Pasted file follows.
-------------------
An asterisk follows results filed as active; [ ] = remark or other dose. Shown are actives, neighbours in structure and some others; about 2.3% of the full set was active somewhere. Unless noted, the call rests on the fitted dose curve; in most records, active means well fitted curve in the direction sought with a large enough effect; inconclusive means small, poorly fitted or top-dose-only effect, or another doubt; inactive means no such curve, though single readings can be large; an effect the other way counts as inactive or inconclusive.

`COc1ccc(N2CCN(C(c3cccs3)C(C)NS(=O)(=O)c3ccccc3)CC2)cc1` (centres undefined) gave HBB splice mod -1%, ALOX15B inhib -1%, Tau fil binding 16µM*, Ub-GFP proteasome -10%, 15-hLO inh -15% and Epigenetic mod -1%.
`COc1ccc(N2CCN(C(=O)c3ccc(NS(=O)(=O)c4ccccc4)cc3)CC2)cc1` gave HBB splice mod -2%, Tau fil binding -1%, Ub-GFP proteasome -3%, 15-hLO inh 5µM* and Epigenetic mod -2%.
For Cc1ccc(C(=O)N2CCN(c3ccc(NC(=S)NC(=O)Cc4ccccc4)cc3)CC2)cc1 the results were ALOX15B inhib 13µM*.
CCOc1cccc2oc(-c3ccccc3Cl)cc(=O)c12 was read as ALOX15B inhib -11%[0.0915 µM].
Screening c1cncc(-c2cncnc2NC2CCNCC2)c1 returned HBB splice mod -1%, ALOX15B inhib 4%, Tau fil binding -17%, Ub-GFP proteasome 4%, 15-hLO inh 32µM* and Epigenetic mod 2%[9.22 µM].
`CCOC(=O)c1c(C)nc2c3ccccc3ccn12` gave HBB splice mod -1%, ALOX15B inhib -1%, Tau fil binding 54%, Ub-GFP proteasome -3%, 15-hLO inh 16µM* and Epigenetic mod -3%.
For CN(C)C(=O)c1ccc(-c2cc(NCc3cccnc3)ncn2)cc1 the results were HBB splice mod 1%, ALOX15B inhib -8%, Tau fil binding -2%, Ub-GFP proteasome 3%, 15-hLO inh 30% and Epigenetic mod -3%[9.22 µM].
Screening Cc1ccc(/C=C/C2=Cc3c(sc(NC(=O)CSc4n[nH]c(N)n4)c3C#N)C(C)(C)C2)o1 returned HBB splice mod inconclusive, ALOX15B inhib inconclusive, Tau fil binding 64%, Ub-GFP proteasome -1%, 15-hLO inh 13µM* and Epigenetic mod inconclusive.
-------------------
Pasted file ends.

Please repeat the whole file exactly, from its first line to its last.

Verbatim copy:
An asterisk follows results filed as active; [ ] = remark or other dose. Shown are actives, neighbours in structure and some others; about 2.3% of the full set was active somewhere. Unless noted, the call rests on the fitted dose curve; in most records, active means well fitted curve in the direction sought with a large enough effect; inconclusive means small, poorly fitted or top-dose-only effect, or another doubt; inactive means no such curve, though single readings can be large; an effect the other way counts as inactive or inconclusive.

`COc1ccc(N2CCN(C(c3cccs3)C(C)NS(=O)(=O)c3ccccc3)CC2)cc1` (centres undefined) gave HBB splice mod -1%, ALOX15B inhib -1%, Tau fil binding 16µM*, Ub-GFP proteasome -10%, 15-hLO inh -15% and Epigenetic mod -1%.
`COc1ccc(N2CCN(C(=O)c3ccc(NS(=O)(=O)c4ccccc4)cc3)CC2)cc1` gave HBB splice mod -2%, Tau fil binding -1%, Ub-GFP proteasome -3%, 15-hLO inh 5µM* and Epigenetic mod -2%.
For Cc1ccc(C(=O)N2CCN(c3ccc(NC(=S)NC(=O)Cc4ccccc4)cc3)CC2)cc1 the results were ALOX15B inhib 13µM*.
CCOc1cccc2oc(-c3ccccc3Cl)cc(=O)c12 was read as ALOX15B inhib -11%[0.0915 µM].
Screening c1cncc(-c2cncnc2NC2CCNCC2)c1 returned HBB splice mod -1%, ALOX15B inhib 4%, Tau fil binding -17%, Ub-GFP proteasome 4%, 15-hLO inh 32µM* and Epigenetic mod 2%[9.22 µM].
`CCOC(=O)c1c(C)nc2c3ccccc3ccn12` gave HBB splice mod -1%, ALOX15B inhib -1%, Tau fil binding 54%, Ub-GFP proteasome -3%, 15-hLO inh 16µM* and Epigenetic mod -3%.
For CN(C)C(=O)c1ccc(-c2cc(NCc3cccnc3)ncn2)cc1 the results were HBB splice mod 1%, ALOX15B inhib -8%, Tau fil binding -2%, Ub-GFP proteasome 3%, 15-hLO inh 30% and Epigenetic mod -3%[9.22 µM].
Screening Cc1ccc(/C=C/C2=Cc3c(sc(NC(=O)CSc4n[nH]c(N)n4)c3C#N)C(C)(C)C2)o1 returned HBB splice mod inconclusive, ALOX15B inhib inconclusive, Tau fil binding 64%, Ub-GFP proteasome -1%, 15-hLO inh 13µM* and Epigenetic mod inconclusive.